By Wilma George, Yapp. W. B.
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Extra resources for A Natural History of the Bestiary
Carpenter and Matthews (2005) proposed a second set of experiments to explore third-party punishment. They used public goods games with multiple groups and the possibility of sanction within and across groups. They wanted to address one weakness of Fehr and Fischbacher’s experiments, in which all that the third party was allowed to do was punish. If one’s participation in the experiment is restricted to a possibility to punish, there are reasons to expect one to spend more on punishment than if one takes part in a parallel game with a wider range of options.
Indeed, the emotions underlying strong punishment (righteous anger) and sensitivity to punishment (guilt and shame) are not triggered in the same circumstances. I experience guilt and shame when I behave unfairly, but feel righteous anger only when others’ unfairness goes beyond my expectations. Because our expectations are usually set below the requirements of fairness, righteous anger will tend to be harder to elicit than guilt and shame. 2 represents the gap between the triggering points of guilt, shame, and anger in a power-totake game in which players are given 5 MU.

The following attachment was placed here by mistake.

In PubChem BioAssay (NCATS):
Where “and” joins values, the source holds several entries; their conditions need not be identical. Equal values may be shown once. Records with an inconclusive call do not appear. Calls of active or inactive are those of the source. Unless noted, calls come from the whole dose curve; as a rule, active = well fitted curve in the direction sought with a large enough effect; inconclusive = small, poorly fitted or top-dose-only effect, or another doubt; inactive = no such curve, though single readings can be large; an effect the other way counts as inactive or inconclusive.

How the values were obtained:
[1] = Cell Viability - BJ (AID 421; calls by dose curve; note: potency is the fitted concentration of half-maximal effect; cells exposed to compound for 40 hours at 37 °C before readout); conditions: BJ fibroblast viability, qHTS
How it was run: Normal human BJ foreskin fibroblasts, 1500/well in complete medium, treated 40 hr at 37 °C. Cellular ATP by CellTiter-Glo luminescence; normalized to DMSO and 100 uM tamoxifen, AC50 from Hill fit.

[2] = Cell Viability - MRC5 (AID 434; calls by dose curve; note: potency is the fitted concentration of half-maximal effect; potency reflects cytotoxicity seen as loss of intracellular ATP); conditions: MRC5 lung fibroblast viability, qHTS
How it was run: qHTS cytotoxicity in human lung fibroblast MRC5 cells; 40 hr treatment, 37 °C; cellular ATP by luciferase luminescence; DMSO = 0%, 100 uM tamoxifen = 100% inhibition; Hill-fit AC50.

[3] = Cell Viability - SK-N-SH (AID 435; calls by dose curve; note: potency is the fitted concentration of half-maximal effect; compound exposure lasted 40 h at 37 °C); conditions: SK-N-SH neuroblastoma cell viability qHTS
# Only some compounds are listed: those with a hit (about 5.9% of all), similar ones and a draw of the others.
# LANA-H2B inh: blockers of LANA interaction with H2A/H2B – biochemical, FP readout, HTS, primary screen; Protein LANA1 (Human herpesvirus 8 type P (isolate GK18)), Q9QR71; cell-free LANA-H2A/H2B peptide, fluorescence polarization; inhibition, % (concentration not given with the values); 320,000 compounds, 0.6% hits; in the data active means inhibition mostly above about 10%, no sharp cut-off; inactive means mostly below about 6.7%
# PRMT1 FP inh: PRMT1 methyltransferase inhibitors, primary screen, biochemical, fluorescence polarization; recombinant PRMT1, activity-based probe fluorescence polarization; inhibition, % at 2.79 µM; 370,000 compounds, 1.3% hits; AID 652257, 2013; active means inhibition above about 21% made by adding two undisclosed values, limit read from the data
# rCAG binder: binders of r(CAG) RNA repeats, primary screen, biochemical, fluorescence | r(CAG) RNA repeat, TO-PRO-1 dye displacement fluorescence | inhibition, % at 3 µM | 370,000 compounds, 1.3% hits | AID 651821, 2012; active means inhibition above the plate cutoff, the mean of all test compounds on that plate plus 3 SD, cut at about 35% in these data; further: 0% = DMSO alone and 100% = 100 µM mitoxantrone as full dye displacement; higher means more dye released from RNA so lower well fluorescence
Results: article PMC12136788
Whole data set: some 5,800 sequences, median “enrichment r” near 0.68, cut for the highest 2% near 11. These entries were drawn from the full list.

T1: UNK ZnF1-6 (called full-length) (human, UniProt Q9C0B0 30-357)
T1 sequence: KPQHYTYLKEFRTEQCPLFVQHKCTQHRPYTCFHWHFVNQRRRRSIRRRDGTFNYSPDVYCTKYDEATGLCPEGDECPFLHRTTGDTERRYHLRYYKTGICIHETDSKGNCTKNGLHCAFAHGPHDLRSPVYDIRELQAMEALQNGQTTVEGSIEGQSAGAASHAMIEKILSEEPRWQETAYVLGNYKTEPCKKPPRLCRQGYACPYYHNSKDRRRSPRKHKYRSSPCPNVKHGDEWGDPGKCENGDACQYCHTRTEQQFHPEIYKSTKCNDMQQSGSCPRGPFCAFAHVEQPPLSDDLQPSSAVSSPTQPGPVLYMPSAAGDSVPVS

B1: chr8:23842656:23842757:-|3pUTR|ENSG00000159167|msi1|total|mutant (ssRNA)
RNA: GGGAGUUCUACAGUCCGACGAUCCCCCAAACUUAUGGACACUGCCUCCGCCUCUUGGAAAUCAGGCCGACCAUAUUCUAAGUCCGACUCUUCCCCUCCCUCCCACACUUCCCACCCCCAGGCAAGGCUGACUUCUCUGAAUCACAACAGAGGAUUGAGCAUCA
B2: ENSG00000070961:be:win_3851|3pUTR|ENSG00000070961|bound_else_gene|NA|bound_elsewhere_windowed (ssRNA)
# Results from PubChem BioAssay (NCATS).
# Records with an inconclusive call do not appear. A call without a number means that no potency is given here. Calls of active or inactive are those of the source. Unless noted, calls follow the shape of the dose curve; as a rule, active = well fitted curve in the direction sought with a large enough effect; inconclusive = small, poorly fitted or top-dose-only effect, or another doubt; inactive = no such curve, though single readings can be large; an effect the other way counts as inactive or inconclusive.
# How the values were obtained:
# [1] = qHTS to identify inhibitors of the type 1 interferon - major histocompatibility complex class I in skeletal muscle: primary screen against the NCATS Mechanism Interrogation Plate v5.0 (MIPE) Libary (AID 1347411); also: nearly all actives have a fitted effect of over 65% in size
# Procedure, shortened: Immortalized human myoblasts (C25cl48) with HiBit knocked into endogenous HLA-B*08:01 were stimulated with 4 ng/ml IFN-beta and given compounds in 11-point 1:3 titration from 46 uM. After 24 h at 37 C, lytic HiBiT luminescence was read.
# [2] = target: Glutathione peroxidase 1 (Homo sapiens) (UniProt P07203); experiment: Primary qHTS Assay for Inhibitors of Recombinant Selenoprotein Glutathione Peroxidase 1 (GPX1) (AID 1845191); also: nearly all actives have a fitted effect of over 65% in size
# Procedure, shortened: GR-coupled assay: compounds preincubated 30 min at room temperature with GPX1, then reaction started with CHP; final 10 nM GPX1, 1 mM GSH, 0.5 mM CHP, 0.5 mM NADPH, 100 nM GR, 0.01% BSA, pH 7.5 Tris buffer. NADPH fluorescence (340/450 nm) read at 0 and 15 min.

Equality: Players might punish to promote a more equal outcome or because they have a negative attitude toward players who have more than others. 5. Unexpected unfairness: Players might punish because others have been unexpectedly unfair. 5, I argue that each of these motivations plays a role in punishment, and I discuss how they can be disentangled experimentally. 6, I propose a more specific argument concerning the connection among emotions, assessments of fairness, and punishment. 1 Cooperation In PGGs, the players who are sanctioned are those who defect and refuse to contribute (or to contribute enough) to public goods.
A Natural History of the Bestiary by Wilma George, Yapp. W. B.